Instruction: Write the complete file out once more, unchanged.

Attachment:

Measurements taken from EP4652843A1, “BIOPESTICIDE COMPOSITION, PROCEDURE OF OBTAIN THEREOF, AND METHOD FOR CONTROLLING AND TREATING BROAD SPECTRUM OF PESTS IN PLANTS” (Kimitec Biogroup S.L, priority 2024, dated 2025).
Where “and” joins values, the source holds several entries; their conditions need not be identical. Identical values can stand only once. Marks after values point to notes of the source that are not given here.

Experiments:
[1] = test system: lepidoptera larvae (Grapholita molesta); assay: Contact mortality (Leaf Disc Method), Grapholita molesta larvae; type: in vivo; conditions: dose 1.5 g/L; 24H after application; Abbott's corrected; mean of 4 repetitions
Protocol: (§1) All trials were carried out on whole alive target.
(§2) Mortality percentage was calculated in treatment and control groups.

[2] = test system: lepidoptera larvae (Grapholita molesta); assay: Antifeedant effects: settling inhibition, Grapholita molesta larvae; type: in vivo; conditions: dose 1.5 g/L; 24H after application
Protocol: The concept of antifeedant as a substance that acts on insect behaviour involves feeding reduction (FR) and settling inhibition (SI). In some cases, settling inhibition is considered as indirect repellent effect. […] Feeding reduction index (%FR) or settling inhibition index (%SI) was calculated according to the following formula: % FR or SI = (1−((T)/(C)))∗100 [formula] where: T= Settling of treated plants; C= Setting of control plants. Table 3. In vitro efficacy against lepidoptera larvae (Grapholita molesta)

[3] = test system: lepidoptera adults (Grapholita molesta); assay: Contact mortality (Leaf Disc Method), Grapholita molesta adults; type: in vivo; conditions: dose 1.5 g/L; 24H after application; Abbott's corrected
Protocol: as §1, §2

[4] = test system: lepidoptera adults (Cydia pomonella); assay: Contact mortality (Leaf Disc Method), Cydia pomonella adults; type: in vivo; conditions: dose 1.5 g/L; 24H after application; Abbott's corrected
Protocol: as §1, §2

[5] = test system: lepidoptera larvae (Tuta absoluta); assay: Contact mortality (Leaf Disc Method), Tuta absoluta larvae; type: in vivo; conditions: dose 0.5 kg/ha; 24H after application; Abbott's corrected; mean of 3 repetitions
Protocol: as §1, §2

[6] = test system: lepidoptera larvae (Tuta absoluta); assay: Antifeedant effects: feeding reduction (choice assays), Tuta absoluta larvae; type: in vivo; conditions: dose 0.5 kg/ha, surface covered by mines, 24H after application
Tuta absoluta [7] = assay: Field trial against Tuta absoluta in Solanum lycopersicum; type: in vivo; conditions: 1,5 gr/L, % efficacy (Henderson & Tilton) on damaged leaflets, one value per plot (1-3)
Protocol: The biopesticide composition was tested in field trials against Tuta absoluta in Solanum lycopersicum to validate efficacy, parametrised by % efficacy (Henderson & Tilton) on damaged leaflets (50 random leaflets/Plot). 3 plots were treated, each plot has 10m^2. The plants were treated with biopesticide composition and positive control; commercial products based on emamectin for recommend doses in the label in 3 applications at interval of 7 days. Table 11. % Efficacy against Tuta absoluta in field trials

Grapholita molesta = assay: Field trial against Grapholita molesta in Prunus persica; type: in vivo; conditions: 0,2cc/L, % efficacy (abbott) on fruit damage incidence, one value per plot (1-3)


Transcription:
Measurements taken from EP4652843A1, “BIOPESTICIDE COMPOSITION, PROCEDURE OF OBTAIN THEREOF, AND METHOD FOR CONTROLLING AND TREATING BROAD SPECTRUM OF PESTS IN PLANTS” (Kimitec Biogroup S.L, priority 2024, dated 2025).
Where “and” joins values, the source holds several entries; their conditions need not be identical. Identical values can stand only once. Marks after values point to notes of the source that are not given here.

Experiments:
[1] = test system: lepidoptera larvae (Grapholita molesta); assay: Contact mortality (Leaf Disc Method), Grapholita molesta larvae; type: in vivo; conditions: dose 1.5 g/L; 24H after application; Abbott's corrected; mean of 4 repetitions
Protocol: (§1) All trials were carried out on whole alive target.
(§2) Mortality percentage was calculated in treatment and control groups.

[2] = test system: lepidoptera larvae (Grapholita molesta); assay: Antifeedant effects: settling inhibition, Grapholita molesta larvae; type: in vivo; conditions: dose 1.5 g/L; 24H after application
Protocol: The concept of antifeedant as a substance that acts on insect behaviour involves feeding reduction (FR) and settling inhibition (SI). In some cases, settling inhibition is considered as indirect repellent effect. […] Feeding reduction index (%FR) or settling inhibition index (%SI) was calculated according to the following formula: % FR or SI = (1−((T)/(C)))∗100 [formula] where: T= Settling of treated plants; C= Setting of control plants. Table 3. In vitro efficacy against lepidoptera larvae (Grapholita molesta)

[3] = test system: lepidoptera adults (Grapholita molesta); assay: Contact mortality (Leaf Disc Method), Grapholita molesta adults; type: in vivo; conditions: dose 1.5 g/L; 24H after application; Abbott's corrected
Protocol: as §1, §2

[4] = test system: lepidoptera adults (Cydia pomonella); assay: Contact mortality (Leaf Disc Method), Cydia pomonella adults; type: in vivo; conditions: dose 1.5 g/L; 24H after application; Abbott's corrected
Protocol: as §1, §2

[5] = test system: lepidoptera larvae (Tuta absoluta); assay: Contact mortality (Leaf Disc Method), Tuta absoluta larvae; type: in vivo; conditions: dose 0.5 kg/ha; 24H after application; Abbott's corrected; mean of 3 repetitions
Protocol: as §1, §2

[6] = test system: lepidoptera larvae (Tuta absoluta); assay: Antifeedant effects: feeding reduction (choice assays), Tuta absoluta larvae; type: in vivo; conditions: dose 0.5 kg/ha, surface covered by mines, 24H after application
Tuta absoluta [7] = assay: Field trial against Tuta absoluta in Solanum lycopersicum; type: in vivo; conditions: 1,5 gr/L, % efficacy (Henderson & Tilton) on damaged leaflets, one value per plot (1-3)
Protocol: The biopesticide composition was tested in field trials against Tuta absoluta in Solanum lycopersicum to validate efficacy, parametrised by % efficacy (Henderson & Tilton) on damaged leaflets (50 random leaflets/Plot). 3 plots were treated, each plot has 10m^2. The plants were treated with biopesticide composition and positive control; commercial products based on emamectin for recommend doses in the label in 3 applications at interval of 7 days. Table 11. % Efficacy against Tuta absoluta in field trials

Grapholita molesta = assay: Field trial against Grapholita molesta in Prunus persica; type: in vivo; conditions: 0,2cc/L, % efficacy (abbott) on fruit damage incidence, one value per plot (1-3)